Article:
For a full tour through the now darkened interior of the leviathan see Weird NJ #48.

DialsIn October 2016 the Star-Ledger reported that the Navy would be retrieving historic artifacts on loan to the Museum, which had been damaged over time and by bad weather, to prevent further deterioration. The Navy acted after the museum failed to present a plan for protecting the artifacts until a new home could be found.

The Navy’s Jay Thomas told the paper, “We share the concern of veterans whose story is contained in these historic artifacts. This step is difficult, because sharing our Navy’s history is an important part of our mission. However, so is protecting the collection.”

Among the articles retrieved by the Navy, numbering 100 in total, were missiles andInstagram-LogoGerman and Japanese submarines that were part of the museum’s outdoor exhibit. The Navy said its intention was to ship the items back to its Washington Navy Yard. At the time of this writing, however, several large shipping containers remain in the abandoned parking lot at the museum site, presumably containing said artifact. Other ordnance, such as torpedoes, missiles and anti-aircraft guns, remain strewn around the unmaintained museum grounds just rusting away.

Missile

According to an article publish on NorthJersey.com in December, 2016, “Neither the Borg family nor the city is claiming any responsibility for the sub. Borg said he would be willing to offer financial assistance to the museum for relocation of the artifacts, with the exception of the Ling.”

For a full tour through the now darkened interior of the leviathan see Weird NJ #48.

The article goes on to say that, “Gilbert De Laat, president of the naval museum, has said the sub needs at least 17 feet of channel to navigate the river. A June 2015 survey preparedAmazon Logoby the U.S. Army Corps of Engineers indicates that the channel near the Ling is just 10 feet deep. Plus, Ed Wrocenski, project manager for the Army Corps survey, explained that the sub could be mired in sediment that has clumped together over time. “It could be silted in there,” Wrocenski said. “It’s tough to get that thing moving. You have to remove all that.”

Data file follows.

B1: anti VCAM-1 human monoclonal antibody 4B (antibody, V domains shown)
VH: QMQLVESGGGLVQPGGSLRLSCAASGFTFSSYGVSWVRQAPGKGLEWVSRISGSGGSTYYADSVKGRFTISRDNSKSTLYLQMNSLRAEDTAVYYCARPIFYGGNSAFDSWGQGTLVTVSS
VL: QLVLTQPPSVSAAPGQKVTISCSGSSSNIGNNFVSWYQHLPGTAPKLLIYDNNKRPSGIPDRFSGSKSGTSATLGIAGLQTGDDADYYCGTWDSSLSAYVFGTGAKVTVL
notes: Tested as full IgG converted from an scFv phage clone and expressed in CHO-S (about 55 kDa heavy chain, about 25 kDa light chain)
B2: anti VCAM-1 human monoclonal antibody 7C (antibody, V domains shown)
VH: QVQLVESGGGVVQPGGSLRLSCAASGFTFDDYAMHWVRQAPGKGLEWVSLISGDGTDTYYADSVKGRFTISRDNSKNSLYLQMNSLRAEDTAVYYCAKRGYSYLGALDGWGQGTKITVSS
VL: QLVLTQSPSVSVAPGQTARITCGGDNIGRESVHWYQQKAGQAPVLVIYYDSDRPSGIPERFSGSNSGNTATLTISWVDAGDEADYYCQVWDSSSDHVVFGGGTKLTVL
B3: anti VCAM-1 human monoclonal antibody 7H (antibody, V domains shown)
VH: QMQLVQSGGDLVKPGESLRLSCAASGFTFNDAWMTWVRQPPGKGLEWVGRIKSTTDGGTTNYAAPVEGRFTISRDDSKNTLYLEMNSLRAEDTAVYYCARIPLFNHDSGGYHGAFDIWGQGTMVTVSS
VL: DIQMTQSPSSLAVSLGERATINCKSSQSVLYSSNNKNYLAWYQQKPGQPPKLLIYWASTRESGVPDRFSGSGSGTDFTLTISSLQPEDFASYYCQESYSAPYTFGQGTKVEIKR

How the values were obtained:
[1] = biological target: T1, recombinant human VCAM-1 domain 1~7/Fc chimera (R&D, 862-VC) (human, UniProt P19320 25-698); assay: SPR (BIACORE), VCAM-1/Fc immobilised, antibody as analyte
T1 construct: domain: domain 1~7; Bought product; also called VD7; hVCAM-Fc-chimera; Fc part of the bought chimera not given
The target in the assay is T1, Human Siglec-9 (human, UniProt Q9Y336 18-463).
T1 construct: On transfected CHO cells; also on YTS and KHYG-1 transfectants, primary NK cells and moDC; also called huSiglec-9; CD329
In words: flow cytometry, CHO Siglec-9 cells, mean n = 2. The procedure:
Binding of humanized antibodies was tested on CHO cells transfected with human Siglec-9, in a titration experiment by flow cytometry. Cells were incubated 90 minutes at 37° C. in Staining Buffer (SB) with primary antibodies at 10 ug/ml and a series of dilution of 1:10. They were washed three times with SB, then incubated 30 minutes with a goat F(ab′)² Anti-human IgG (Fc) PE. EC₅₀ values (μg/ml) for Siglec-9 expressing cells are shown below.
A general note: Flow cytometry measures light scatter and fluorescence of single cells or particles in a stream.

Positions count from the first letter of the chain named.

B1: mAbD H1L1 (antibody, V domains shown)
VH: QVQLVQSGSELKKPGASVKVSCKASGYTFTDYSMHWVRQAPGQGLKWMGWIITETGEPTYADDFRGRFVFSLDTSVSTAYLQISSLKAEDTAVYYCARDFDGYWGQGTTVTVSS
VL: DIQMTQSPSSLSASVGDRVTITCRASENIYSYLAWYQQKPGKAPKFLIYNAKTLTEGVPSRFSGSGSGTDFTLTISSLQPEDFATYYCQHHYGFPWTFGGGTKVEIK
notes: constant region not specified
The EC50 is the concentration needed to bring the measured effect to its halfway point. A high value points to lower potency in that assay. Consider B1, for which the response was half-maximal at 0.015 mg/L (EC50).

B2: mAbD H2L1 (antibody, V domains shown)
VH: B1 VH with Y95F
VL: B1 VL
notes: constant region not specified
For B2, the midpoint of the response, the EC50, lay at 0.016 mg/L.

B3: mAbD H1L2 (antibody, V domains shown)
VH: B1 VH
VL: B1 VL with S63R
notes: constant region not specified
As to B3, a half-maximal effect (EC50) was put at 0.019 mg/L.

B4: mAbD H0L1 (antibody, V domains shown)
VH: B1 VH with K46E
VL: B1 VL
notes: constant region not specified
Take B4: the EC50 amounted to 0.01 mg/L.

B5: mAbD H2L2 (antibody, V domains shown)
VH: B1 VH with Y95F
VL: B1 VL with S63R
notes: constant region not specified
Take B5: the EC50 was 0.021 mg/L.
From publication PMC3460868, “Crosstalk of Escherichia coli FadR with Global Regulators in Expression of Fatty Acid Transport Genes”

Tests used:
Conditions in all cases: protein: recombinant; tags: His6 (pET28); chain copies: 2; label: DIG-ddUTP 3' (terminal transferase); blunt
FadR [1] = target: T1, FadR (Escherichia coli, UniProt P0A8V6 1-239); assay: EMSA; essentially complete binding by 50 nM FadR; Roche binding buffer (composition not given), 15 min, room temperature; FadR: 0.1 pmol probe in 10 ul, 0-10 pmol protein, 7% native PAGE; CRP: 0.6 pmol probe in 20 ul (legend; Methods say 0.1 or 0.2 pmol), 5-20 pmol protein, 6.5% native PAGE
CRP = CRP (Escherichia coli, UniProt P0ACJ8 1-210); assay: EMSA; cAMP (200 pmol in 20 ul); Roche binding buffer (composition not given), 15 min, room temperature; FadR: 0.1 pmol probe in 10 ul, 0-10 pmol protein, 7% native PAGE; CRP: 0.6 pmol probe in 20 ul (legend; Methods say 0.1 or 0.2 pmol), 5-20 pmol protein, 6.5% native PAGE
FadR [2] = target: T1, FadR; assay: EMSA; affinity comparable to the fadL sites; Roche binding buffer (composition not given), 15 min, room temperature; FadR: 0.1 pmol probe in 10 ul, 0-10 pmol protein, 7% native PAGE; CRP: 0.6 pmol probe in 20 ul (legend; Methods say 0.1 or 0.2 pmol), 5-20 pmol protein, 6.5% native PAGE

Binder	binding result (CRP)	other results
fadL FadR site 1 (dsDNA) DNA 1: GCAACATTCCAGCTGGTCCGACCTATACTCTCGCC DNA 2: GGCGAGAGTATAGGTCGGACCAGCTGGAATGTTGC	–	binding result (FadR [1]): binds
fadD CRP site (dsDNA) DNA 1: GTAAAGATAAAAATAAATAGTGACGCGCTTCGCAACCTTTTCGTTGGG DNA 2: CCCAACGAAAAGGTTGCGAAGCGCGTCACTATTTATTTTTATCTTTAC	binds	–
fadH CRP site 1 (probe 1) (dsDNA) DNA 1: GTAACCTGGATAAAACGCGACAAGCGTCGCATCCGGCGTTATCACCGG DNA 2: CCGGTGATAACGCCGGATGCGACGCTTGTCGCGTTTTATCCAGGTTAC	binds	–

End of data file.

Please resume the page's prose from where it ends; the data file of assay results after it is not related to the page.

Vine Tangled

The Oradell Dam has considerably altered freshwater flow in the Hackensack.  The river has only been channelized to a point at the river bend in Hudson County. The accumulation of silt affords navigation only for small boats.  The fate of the Ling may ultimately be connected to the ability for it to be moved from its location. Federal regulations require that the Court Street Bridge, just downstream of the museum, be opened on request, but that has not happened in a very long time.

Run Silent, Run Shallow?

At the time of this writing the NJ Naval Museum web site (www.njnm.org) simply offers this message to its visitors: “The NJ Naval Museum is relocating. Our new location to be announced in the future. The USS Ling continues to be closed to the public for tours during this period. Thank you for your cooperation.”

In August of last year Paterson Mayor Jose “Joey” Torres made a proposal to take the Ling and reopen it once more as a floating museum to be located on the Passaic River just upstream of the Great Falls National Historic Park. Unfortunately this plan would requireFacebook Logosomehow towing  the vessel down the narrow winding Hackensack River to Newark Bay, then pulling an about face around the tip of Kearny Point and sailing up the Passaic, which is unnavigable through stretches due to shallow waters. Moving the Ling up the Passaic River to Paterson would also seem highly improbable, given the obstacles of the Dundee Dam at Clifton/Garfield and the Great Falls at Paterson––not to mention those gaping holes in the sub’s hull.

For a full tour through the now darkened interior of the leviathan see Weird NJ #48.

“No, no, no!” Hugh Carola, program director at environmental group Hackensack Riverkeeper was quoted as saying in an online interview when asked if the move was possible. “Did I say ‘No’ enough times?”

Overgrowth

Exterior photos © Mark Moran, interiors © Gordon Dedman

pgs 01The preceding article is an excerpt from a longer article featured in the new issue of Weird NJ magazine, #48 which is available now on newsstands throughout the state and on the web at www.WeirdNJ.com and through our Amazon store.